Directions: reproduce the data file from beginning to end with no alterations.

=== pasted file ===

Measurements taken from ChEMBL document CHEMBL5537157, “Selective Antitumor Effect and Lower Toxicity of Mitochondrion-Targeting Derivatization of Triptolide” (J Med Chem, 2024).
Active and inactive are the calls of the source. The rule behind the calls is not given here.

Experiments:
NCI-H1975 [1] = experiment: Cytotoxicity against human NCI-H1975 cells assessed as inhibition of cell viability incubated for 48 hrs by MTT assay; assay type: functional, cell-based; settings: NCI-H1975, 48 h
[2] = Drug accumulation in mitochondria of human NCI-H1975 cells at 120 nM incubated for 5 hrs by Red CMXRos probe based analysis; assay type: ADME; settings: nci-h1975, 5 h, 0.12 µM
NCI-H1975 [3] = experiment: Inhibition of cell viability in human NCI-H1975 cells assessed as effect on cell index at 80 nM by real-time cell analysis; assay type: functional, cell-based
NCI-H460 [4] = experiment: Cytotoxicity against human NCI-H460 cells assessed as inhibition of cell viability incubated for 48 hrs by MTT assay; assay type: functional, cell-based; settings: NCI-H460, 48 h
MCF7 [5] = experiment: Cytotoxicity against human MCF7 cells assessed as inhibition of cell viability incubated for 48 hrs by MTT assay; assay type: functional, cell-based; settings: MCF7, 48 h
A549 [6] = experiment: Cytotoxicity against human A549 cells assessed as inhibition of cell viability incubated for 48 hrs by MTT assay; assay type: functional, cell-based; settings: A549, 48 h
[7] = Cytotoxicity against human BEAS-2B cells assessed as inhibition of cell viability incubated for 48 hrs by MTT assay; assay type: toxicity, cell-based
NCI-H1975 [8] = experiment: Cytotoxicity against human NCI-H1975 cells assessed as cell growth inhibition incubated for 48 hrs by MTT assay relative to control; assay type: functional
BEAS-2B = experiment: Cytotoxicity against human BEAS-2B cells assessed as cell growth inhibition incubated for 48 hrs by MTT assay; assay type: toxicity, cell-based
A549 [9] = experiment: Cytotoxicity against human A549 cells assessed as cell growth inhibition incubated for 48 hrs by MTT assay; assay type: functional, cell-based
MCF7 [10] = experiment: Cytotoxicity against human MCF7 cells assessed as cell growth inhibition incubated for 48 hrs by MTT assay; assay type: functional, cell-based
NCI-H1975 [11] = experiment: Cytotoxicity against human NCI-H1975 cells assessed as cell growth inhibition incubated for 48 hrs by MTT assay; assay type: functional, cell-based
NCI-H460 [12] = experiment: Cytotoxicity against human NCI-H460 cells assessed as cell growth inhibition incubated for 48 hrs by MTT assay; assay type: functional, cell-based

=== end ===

Measurements taken from ChEMBL document CHEMBL5537157, “Selective Antitumor Effect and Lower Toxicity of Mitochondrion-Targeting Derivatization of Triptolide” (J Med Chem, 2024).
Active and inactive are the calls of the source. The rule behind the calls is not given here.

Experiments:
NCI-H1975 [1] = experiment: Cytotoxicity against human NCI-H1975 cells assessed as inhibition of cell viability incubated for 48 hrs by MTT assay; assay type: functional, cell-based; settings: NCI-H1975, 48 h
[2] = Drug accumulation in mitochondria of human NCI-H1975 cells at 120 nM incubated for 5 hrs by Red CMXRos probe based analysis; assay type: ADME; settings: nci-h1975, 5 h, 0.12 µM
NCI-H1975 [3] = experiment: Inhibition of cell viability in human NCI-H1975 cells assessed as effect on cell index at 80 nM by real-time cell analysis; assay type: functional, cell-based
NCI-H460 [4] = experiment: Cytotoxicity against human NCI-H460 cells assessed as inhibition of cell viability incubated for 48 hrs by MTT assay; assay type: functional, cell-based; settings: NCI-H460, 48 h
MCF7 [5] = experiment: Cytotoxicity against human MCF7 cells assessed as inhibition of cell viability incubated for 48 hrs by MTT assay; assay type: functional, cell-based; settings: MCF7, 48 h
A549 [6] = experiment: Cytotoxicity against human A549 cells assessed as inhibition of cell viability incubated for 48 hrs by MTT assay; assay type: functional, cell-based; settings: A549, 48 h
[7] = Cytotoxicity against human BEAS-2B cells assessed as inhibition of cell viability incubated for 48 hrs by MTT assay; assay type: toxicity, cell-based
NCI-H1975 [8] = experiment: Cytotoxicity against human NCI-H1975 cells assessed as cell growth inhibition incubated for 48 hrs by MTT assay relative to control; assay type: functional
BEAS-2B = experiment: Cytotoxicity against human BEAS-2B cells assessed as cell growth inhibition incubated for 48 hrs by MTT assay; assay type: toxicity, cell-based
A549 [9] = experiment: Cytotoxicity against human A549 cells assessed as cell growth inhibition incubated for 48 hrs by MTT assay; assay type: functional, cell-based
MCF7 [10] = experiment: Cytotoxicity against human MCF7 cells assessed as cell growth inhibition incubated for 48 hrs by MTT assay; assay type: functional, cell-based
NCI-H1975 [11] = experiment: Cytotoxicity against human NCI-H1975 cells assessed as cell growth inhibition incubated for 48 hrs by MTT assay; assay type: functional, cell-based
NCI-H460 [12] = experiment: Cytotoxicity against human NCI-H460 cells assessed as cell growth inhibition incubated for 48 hrs by MTT assay; assay type: functional, cell-based